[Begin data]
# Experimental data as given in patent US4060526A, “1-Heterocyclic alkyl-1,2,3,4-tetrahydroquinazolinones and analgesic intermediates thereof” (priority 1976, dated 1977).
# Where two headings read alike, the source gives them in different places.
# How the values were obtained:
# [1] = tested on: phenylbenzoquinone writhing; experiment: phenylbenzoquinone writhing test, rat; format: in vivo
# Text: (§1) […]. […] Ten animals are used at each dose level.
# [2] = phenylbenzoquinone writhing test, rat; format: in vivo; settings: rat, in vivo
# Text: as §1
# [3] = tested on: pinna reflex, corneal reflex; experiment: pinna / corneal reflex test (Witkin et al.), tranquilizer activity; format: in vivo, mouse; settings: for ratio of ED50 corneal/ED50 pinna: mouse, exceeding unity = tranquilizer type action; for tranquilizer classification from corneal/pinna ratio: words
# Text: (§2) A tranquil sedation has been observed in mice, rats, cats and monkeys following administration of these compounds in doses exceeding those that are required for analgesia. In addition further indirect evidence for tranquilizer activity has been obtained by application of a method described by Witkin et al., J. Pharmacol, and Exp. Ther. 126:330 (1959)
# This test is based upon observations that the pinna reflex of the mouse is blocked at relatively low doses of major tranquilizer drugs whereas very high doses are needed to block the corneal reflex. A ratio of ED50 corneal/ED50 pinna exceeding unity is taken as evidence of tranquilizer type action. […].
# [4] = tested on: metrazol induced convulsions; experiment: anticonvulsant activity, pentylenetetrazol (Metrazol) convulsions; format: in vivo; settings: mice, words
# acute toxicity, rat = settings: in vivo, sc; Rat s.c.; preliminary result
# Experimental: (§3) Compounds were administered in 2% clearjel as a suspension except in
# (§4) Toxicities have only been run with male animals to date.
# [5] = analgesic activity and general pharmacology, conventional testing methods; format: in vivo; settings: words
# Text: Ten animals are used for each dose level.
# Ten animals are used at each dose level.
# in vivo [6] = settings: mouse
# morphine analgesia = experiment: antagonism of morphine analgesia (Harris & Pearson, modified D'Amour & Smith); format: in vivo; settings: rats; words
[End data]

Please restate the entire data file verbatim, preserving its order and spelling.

# Experimental data as given in patent US4060526A, “1-Heterocyclic alkyl-1,2,3,4-tetrahydroquinazolinones and analgesic intermediates thereof” (priority 1976, dated 1977).
# Where two headings read alike, the source gives them in different places.
# How the values were obtained:
# [1] = tested on: phenylbenzoquinone writhing; experiment: phenylbenzoquinone writhing test, rat; format: in vivo
# Text: (§1) […]. […] Ten animals are used at each dose level.
# [2] = phenylbenzoquinone writhing test, rat; format: in vivo; settings: rat, in vivo
# Text: as §1
# [3] = tested on: pinna reflex, corneal reflex; experiment: pinna / corneal reflex test (Witkin et al.), tranquilizer activity; format: in vivo, mouse; settings: for ratio of ED50 corneal/ED50 pinna: mouse, exceeding unity = tranquilizer type action; for tranquilizer classification from corneal/pinna ratio: words
# Text: (§2) A tranquil sedation has been observed in mice, rats, cats and monkeys following administration of these compounds in doses exceeding those that are required for analgesia. In addition further indirect evidence for tranquilizer activity has been obtained by application of a method described by Witkin et al., J. Pharmacol, and Exp. Ther. 126:330 (1959)
# This test is based upon observations that the pinna reflex of the mouse is blocked at relatively low doses of major tranquilizer drugs whereas very high doses are needed to block the corneal reflex. A ratio of ED50 corneal/ED50 pinna exceeding unity is taken as evidence of tranquilizer type action. […].
# [4] = tested on: metrazol induced convulsions; experiment: anticonvulsant activity, pentylenetetrazol (Metrazol) convulsions; format: in vivo; settings: mice, words
# acute toxicity, rat = settings: in vivo, sc; Rat s.c.; preliminary result
# Experimental: (§3) Compounds were administered in 2% clearjel as a suspension except in
# (§4) Toxicities have only been run with male animals to date.
# [5] = analgesic activity and general pharmacology, conventional testing methods; format: in vivo; settings: words
# Text: Ten animals are used for each dose level.
# Ten animals are used at each dose level.
# in vivo [6] = settings: mouse
# morphine analgesia = experiment: antagonism of morphine analgesia (Harris & Pearson, modified D'Amour & Smith); format: in vivo; settings: rats; words